The name of another oldest resident of Abkhazia, Tlabgan Ketsba, first became famous from the newspapers. On 15 April 1953, the newspaper "Izvestia" reported that the state-farmers of the village Gal were celebrating 132 years of its oldest resident, Tlabgan Ketsba.
‘He is a living witness of many historical events of the XIX century. He was the first to settle in Gal, and he has now more than 135 descendants there. Despite his advanced age, the old man could see, could hear and remembered the events that occurred more than 100 years earlier.
‘In the collection "Old Age", published by the Academy of Sciences of the USSR in 1940, a conversation with Tlabgan Ketsba was described. The story testifies to the extraordinary memory of a man of such great age, of the clarity of his mind and normality of his psyche. He related that, during his childhood, there had been bloody local wars. He went into the woods and began to live in solitude. He hunted bears, tur [mountain sheep], wild boars and goats. He was an excellent hunter and a good walker, able to walk about 80-90 km per day. In the dense forest, he cleared a glade, where he began to sow millet (maize was not yet known), and built a home for himself. There were no people around. At 60 years of age Ketsba got married. Near his homestead other people began to settle. Over time the village and then the town called Gal took shape. Today this is one of the regional centres of the Abkhazian Autonomous Soviet Socialist Republic.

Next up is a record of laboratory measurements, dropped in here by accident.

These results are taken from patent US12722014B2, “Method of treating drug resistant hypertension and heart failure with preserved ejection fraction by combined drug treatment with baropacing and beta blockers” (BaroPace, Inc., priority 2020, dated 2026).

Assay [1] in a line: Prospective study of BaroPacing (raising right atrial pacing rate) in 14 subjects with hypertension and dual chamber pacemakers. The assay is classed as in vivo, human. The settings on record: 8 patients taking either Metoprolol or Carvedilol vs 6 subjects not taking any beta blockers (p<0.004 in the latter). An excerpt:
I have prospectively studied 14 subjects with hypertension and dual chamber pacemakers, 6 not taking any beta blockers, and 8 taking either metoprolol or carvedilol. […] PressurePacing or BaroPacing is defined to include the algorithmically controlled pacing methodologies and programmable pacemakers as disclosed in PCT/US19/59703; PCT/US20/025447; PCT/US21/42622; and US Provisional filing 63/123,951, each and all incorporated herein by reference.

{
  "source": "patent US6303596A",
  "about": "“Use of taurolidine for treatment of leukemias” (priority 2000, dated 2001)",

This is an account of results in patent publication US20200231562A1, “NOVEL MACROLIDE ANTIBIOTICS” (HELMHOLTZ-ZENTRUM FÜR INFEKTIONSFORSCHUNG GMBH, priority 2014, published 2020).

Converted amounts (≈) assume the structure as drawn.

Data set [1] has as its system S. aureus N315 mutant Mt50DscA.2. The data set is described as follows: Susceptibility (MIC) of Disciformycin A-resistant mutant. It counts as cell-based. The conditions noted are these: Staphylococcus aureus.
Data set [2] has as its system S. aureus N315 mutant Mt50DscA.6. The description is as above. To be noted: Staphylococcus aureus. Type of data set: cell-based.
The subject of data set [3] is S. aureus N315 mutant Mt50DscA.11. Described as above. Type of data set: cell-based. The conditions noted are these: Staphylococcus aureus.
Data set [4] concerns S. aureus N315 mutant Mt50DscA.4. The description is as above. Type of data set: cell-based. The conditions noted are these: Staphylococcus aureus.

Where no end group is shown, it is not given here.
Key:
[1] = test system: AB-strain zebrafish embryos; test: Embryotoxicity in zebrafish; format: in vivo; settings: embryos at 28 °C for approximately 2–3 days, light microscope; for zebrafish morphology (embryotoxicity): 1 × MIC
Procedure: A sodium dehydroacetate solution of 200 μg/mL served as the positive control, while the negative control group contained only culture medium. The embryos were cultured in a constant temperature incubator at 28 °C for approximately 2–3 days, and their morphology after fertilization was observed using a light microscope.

‘He married once and had 5 daughters and 2 sons. The older children have died. Four are still alive. The oldest, Mary, is 80 years-old, Sofia is 78, Aneta 76, and Budge 74. He has 67 grandchildren and 100 great-grandchildren. All his life he has spent in one place, never leaving it. He was engaged in farming and carpentry. Ketsba one of the first state-farmers of Abkhazia.
His regular diet was the same as what everyone eats. The old man was very fond of fruit, especially grapes. From his own grapes he made his own wine, but he drank it sparely. Recently, he has completely stopped drinking wine; as for vodka, he never drank it and did not smoke, considering that it very harmful. He enjoyed being in company, where he was loved for his cheerful disposition. He was a good dancer and singer. He stood out for his calm character and quarrelled with with no-one. He was never ill with anything. He always felt fine. Up to his death, he would go for 3-4 kilometer walks.’
Source: I.B. Shafiro I.B. etc. ‘Years of the people of Abkhazia’, Sukhum, 1956, pp. 37-39.
See also: Abkhazia: Ancients of the Caucasus, by John Robbins